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Atonement: Symbolism & Imagery

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Halena Ngo

on 3 August 2014

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Transcript of Atonement: Symbolism & Imagery

The Fountain Scene
“frail white nymph” “startling whiteness”, “deep curve of her waist”, and “strawberry mark, a scar… adornments”
imagery example four
"farmhouses burning", "dozen or so dead English soldiers in the road" some "mutilated bodies", "a child's limb in a tree", a "crater where the smell of cordite was strong", "night sounds they had grown used to-the rumble of artillery, stray shots in the distance, a booming far-off explosion" (186-187), and "gun flashes" in the sky while travelling on the road
The Hospital Scene
On his thigh his battle dress was mangled into a wound. She thought she could see the white protuberance of bone. Each step they took gave him pain. His eyes were shut tight, but he opened and closed his mouth in silent agony.
McEwan plays with light a lot to place emphasis on certain scenes of significance. He also tends to focus on the human body -- specifically between Cecilia and Robbie. Later, when war becomes a predominant subject, there is increased focus on liquids: water and blood. And while the former brings cleansing and purification, the latter is an ugly result of war.
symbolism and imagery
1.) Which scene really stood out to you in terms of sensory details?

2.) Which symbols do you remember from the story?

3.) Do you even remember what imagery and symbols are?
words and phrases that appeal to the senses
by Kimberly Nguyen, Huy Do, Mary Ngo, and Halena Ngo
The vase represents order and regularity in the Tallis household, which in their case at the initial of the novel, means luxury.
"With a sound like a dry twig snapping, a section of the lip of the vase came away in his hand...

Her dead uncle, her father's dear brother, the wasteful war, the treacherous crossing of the river... and beyond him to the mastery of the arcanists who had reinvented porcelain."
p. 28
"Wretched Betty dropped Uncle Clem's vase carrying it down and it shattered on the steps....

Reading these letters at the end of an exhausting day, Briony felt a dreamy nostalgia, a vague yearning for a long-lost life."
The stories are never just stories in Atonement. For example, The Trials of Arabella mirrors events in Briony’s own life. This play, as well as her other works of writing, represent her innate need to control the world around her
Like Arabella, Cecilia “ran off with an extrinsic fellow” in pursuit of love and caused her family grief “to see their firstborn evanesce from her home.”
Water is known as the universal solvent, and is precisely used so in Atonement as it cleanses their problems, whether they be hidden or apparent. It is through water that suppressed feelings are dissolved and openly expressed.
The moment Briony “came away from the swimming pool” was the moment that the “fairy stories were behind her” and the “drama of life beyond the nursery” begins.
Throughout the war, Robbie “only thought was of water” to alleviate his pains. To him, a “paradise” was anywhere with “streams and waterfalls and lakes.” In a bigger picture, Robbie also needs to reach Dunkirk and cross the body of water in order to totally cleanse himself of the war.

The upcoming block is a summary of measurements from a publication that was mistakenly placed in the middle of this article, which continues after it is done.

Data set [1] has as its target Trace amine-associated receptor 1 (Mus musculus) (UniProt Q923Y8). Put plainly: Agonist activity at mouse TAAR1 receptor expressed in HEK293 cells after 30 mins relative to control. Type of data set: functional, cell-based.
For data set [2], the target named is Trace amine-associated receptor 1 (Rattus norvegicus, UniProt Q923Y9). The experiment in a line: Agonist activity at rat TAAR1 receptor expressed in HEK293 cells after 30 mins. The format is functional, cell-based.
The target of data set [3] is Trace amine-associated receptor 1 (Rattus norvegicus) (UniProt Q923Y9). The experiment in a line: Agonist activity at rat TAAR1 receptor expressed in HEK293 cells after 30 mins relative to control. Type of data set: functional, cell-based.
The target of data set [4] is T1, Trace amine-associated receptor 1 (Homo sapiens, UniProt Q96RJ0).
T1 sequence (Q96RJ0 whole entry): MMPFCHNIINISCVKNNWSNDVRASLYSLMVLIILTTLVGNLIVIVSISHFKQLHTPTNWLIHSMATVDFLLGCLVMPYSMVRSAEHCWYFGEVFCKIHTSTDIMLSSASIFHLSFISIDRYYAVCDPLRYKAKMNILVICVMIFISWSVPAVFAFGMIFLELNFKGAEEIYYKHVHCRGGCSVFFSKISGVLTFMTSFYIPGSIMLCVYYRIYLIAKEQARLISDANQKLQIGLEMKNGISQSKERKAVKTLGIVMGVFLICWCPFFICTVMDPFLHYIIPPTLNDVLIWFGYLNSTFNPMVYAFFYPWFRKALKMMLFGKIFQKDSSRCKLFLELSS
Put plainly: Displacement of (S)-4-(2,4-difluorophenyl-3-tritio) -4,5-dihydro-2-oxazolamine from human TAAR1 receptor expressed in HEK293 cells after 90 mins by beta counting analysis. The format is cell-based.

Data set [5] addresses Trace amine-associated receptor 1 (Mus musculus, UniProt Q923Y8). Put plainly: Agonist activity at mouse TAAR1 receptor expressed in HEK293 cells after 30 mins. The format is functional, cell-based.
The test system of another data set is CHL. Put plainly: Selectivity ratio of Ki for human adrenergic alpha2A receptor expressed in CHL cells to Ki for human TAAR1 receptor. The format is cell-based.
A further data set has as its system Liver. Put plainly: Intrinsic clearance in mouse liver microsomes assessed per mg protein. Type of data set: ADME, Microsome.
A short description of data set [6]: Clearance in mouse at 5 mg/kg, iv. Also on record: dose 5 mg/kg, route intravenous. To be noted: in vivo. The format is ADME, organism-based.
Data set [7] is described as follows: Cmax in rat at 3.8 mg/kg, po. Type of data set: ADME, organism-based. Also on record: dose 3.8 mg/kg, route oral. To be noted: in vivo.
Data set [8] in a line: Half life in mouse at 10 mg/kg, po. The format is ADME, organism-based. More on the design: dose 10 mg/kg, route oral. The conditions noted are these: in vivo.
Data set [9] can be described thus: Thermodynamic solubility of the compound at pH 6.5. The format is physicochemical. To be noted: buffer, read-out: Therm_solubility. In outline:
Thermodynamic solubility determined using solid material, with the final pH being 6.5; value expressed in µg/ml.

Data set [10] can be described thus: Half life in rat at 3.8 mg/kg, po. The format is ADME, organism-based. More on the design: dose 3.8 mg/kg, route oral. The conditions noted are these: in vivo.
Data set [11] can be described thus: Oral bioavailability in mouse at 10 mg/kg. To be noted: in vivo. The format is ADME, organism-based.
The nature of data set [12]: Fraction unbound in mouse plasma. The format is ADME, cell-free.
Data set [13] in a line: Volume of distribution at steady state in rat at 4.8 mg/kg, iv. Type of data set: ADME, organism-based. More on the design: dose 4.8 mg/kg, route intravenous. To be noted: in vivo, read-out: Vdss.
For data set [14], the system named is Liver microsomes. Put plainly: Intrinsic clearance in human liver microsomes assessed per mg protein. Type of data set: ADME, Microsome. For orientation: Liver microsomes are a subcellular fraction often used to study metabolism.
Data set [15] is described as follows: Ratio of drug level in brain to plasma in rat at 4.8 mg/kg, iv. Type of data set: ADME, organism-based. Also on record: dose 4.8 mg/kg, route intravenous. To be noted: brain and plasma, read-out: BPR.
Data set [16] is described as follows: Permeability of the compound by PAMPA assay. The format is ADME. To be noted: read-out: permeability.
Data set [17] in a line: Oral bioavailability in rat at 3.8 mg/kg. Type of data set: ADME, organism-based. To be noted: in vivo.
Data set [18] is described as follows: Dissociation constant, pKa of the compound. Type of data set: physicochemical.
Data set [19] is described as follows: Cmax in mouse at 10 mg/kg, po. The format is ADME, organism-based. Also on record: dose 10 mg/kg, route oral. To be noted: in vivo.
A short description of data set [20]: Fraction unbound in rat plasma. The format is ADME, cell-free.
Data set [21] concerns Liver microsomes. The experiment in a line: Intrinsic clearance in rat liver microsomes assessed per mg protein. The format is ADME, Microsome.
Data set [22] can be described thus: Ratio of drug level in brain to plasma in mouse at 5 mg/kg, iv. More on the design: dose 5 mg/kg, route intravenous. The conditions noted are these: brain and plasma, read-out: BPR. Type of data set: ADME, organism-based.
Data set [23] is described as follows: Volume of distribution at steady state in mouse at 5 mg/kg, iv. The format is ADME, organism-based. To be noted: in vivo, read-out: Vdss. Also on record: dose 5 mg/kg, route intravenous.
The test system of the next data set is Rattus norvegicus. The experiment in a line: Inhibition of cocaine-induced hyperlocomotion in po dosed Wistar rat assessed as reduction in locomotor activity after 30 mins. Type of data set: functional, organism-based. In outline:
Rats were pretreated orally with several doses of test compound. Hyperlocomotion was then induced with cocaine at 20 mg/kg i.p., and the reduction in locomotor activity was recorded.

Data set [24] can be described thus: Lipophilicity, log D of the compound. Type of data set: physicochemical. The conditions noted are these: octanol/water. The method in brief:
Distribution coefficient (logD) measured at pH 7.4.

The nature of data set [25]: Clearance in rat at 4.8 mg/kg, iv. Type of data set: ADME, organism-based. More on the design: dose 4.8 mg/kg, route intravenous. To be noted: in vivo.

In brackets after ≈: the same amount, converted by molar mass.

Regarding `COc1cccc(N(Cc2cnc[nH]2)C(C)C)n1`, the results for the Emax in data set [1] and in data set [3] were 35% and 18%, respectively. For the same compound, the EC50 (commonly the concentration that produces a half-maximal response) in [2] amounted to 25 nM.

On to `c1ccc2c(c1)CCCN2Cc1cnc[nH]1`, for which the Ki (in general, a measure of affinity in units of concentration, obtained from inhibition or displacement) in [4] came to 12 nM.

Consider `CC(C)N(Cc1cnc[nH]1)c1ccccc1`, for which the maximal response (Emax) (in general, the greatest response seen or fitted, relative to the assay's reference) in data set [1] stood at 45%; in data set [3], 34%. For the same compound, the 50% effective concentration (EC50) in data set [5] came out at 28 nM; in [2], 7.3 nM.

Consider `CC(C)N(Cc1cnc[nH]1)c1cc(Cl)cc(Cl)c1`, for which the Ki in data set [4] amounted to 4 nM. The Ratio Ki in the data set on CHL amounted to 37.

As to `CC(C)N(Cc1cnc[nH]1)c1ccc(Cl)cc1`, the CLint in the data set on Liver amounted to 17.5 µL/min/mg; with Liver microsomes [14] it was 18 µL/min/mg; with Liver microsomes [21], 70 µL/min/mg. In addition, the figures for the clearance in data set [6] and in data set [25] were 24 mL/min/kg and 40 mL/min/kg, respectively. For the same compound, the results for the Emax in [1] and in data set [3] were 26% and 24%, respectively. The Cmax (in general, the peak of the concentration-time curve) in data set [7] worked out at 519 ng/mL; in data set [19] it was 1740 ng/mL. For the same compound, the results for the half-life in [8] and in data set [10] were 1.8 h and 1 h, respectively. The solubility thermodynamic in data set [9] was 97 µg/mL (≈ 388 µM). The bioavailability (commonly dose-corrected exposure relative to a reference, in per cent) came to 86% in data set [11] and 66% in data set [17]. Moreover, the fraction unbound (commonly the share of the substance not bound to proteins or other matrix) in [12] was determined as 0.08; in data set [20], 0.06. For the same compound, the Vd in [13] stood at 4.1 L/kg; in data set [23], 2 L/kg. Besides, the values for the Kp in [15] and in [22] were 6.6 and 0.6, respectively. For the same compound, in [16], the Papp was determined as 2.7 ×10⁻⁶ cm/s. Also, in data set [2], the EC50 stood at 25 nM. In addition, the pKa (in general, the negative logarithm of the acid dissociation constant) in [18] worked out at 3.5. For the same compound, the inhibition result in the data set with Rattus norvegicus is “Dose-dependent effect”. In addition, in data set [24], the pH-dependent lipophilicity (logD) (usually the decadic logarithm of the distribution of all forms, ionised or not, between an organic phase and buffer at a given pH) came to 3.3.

Water also serves the same purpose for Briony, who finds comfort near the lake after her complications with family and writing. Here, she is “feeling all the more relaxed,” and finds that “flaying the nettles was becoming a self-purification.”
imagery example one
The War Scene
The Dinner Scene
The Library Scene
p. 15-16
"Cecilia had not spoken to her parents, brother or sister since November 1935 when Robbie was sentenced. She would not write to them, nor would she let them know her address.... He could never return, but it troubled him to think that she was destroying a part of herself for his sake."
p. 196
enhances Robbie's emotional development
"four dolphins whose tails supported the shell on which the Triton squatted wide-open mouth stopped with moss and algae"
"spherical stone eyeballs, as big as apples, were iridescent green. The whole statue had acquired around its northerly surfaces a bluish-green patina,"
reflects the artistry of the scene (Briony describes it vividly in her story later
p. 26
imagery #2
“nauseated by the prospect of a roast dinner… and would have been content with a glass of cool water

”Have you done something bad today on account of the terrible heat? Have you broken any rules? Please tell us you have.
increases tension
dramatic irony
imagery #3
"She whispered his name with the deliberation of a child trying out the distinct sounds. When he replied with her name, it sounded like a new word-the syllables remained the same, the meaning was different. Finally he spoke the three simple words that no amount of bad art or bad faith can ever quite cheapen. She repeated them, with exactly the same slight emphasis on the second word, as though she had been the one to say them first."
depicts their transition from friends to lovers
"There was nothing but obliterating sensation, thrilling and swelling, and the sound of fabric on fabric and skin on fabric
portray their romantic feelin
depict the horrors of war (and Robbie's new life)
evoke sympathy and horror from readers
“Using a pair of surgical tongs, she began carefully pulling away the sodden, congealed lengths of ribbon gauze from the cavity in the side of his face... This was all ruin, crimson and raw” (284).
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